Pyoderma gangrenosum in a patient with metastatic breast cancer

Nouf Bin Rubaian1,2, Amnah Al-Mulhim3, Lenah Shaikh3

1Dermatology Department, King Fahad Hospital of the university, Imam Abdulrahman bin Faisal University, Dammam, Saudi Arabia, 2Department of Dermatology, College of Medicine, Imam Abdulrahman bin Faisal University, Dammam, Saudi Arabia, 3Section of Dermatology, Medicine Department, King Fahad Specialist Hospital, Dammam, Saudi Arabia

Corresponding author: Amnah Al-Mulhim, MD

Submission: 19.10.2021; Acceptance: 05.04.2022

DOI: 10.7241/ourd.20223.14

Cite this article: Bin Rubaian N, Al-Mulhim A, Shaikh L. Pyoderma gangrenosum in a patient with metastatic breast cancer. Our Dermatol Online. 2022;13(3):299-301

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Pyoderma gangrenosum is a cutaneous ulcer diagnosed by exclusion. The underlining causes of pyoderma gangrenosum are numerous. Malignancy is a well-known underlying cause. Nonetheless, breast cancer is an uncommon cause, with few reported cases in the literature. There is no specific treatment of paraneoplastic pyoderma gangrenosum, apart from treating the underlying malignancy. Herein, we report a case of pyoderma gangrenosum with underlying breast cancer, successfully treated by systemic steroids, although the patient showed no response to anticancer therapy and expired shortly after the resolution of the cutaneous lesion. Further studies are needed to conclude the benefit of systemic steroids in paraneoplastic pyoderma gangrenosum, yet we recommend a trial of systemic steroids in the case of generalized resistant paraneoplastic pyoderma gangrenosum.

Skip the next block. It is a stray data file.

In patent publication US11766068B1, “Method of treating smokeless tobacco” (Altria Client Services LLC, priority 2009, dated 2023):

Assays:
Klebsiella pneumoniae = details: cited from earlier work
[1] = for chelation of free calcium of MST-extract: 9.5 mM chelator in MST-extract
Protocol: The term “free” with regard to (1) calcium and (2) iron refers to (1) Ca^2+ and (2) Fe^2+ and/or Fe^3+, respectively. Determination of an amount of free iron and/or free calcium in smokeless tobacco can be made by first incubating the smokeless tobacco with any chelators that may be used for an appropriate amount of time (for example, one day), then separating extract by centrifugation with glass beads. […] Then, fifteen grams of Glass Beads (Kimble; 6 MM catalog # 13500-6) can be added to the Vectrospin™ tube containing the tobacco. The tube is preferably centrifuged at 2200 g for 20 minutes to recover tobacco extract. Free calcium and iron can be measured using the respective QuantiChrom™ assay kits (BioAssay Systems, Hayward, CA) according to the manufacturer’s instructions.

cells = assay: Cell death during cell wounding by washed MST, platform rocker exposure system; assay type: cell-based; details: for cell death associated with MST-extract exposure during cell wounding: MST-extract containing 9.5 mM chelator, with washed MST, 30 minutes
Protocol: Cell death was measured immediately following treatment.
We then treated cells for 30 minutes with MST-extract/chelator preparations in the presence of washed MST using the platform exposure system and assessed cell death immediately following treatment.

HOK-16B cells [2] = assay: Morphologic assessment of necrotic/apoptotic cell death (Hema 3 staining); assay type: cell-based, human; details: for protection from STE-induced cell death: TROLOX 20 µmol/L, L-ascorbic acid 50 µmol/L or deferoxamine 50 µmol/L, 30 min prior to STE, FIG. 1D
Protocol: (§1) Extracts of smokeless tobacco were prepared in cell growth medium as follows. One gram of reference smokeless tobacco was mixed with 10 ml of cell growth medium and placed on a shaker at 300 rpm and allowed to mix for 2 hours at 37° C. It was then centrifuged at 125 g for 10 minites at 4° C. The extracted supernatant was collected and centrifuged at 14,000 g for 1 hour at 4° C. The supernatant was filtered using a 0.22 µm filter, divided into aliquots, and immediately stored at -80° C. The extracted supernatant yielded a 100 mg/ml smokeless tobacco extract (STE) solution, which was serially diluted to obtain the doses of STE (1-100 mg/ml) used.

Key words: Pyoderma gangrenosum; Metastatic breast cancer; Systemic steroids


Pyoderma gangrenosum is a dermatosis that presents as a painful ulcer with an undermined border. It affects females slightly more often than males, with an average age of onset of twenty to fifty years [1]. It is an idiopathic condition in 50% of cases, yet may be associated with inflammatory bowel disease, rheumatoid arthritis, and myeloproliferative disorders [1,2]. It is rarely associated with solid malignancies [2]. Herein, we report a case of extensive paraneoplastic pyoderma gangrenosum with original malignancy of the breast.


This was a 54-year-old female with type 2 diabetes, left breast cancer with metastasis to the liver, bone, and lymph nodes. She presented with a breast mass for three years, diagnosed as left breast invasive ductal carcinoma in September 2020, triple positive HER2, ER, PR on a palliative treatment of two cycles of letrozole, Herceptin, and pertuzumab. She presented with a one-month history of a single, painless papule with yellowish discharge, gradually ulcerating. Over the month, multiple similar, extensive, ulcerating lesions, ultimately healing with crustation, developed over the upper and lower extremities, buttock, and trunk. At that time, our team was consulted. Upon examination, the patient was ill-looking, cachectic, with multiple well-defined, undermined ulcers with violaceous borders and hemorrhagic necrotic crust ranging in size from several millimeters to 5 cm over the lower extremities, buttocks, back, abdomen, and arms. No lymphadenopathy was present. Swab was taken from the ulcers showing no growth. The patient initially refused biopsy and was managed with topical antibiotic ointment. One week later, the ulcers progressed and she agreed to undergo a biopsy, showing the typical features of pyoderma gangrenosum of negative PAS, GMS (Figs. 1a – 1c). A systemic steroid was discussed with the patient as an option for treatment. However, she preferred not to take the medication, worrying about a possible cancer treatment interaction. She was started on topical clobetasol propionate ointment mixed with mupirocin ointment twice daily with a fair improvement. In November 2020, the patient developed pneumonitis as a complication of the medication and was started on oral prednisolone at a dose of 1 mg/kg with the complete resolution of the ulcers.

Figure 1: (a) Epidermis and dermis with purulent crust formation and ulceration in the dermis (H&E, 2×). (b) Dense inflammatory infiltrate in the epidermis and dermis with active inflammation and edema (10×).(c) Dense neutrophilic infiltrate mixed with lymphocytic infiltrate, no specific pathogen, granuloma, or viral changes seen and negative for malignancy (10×).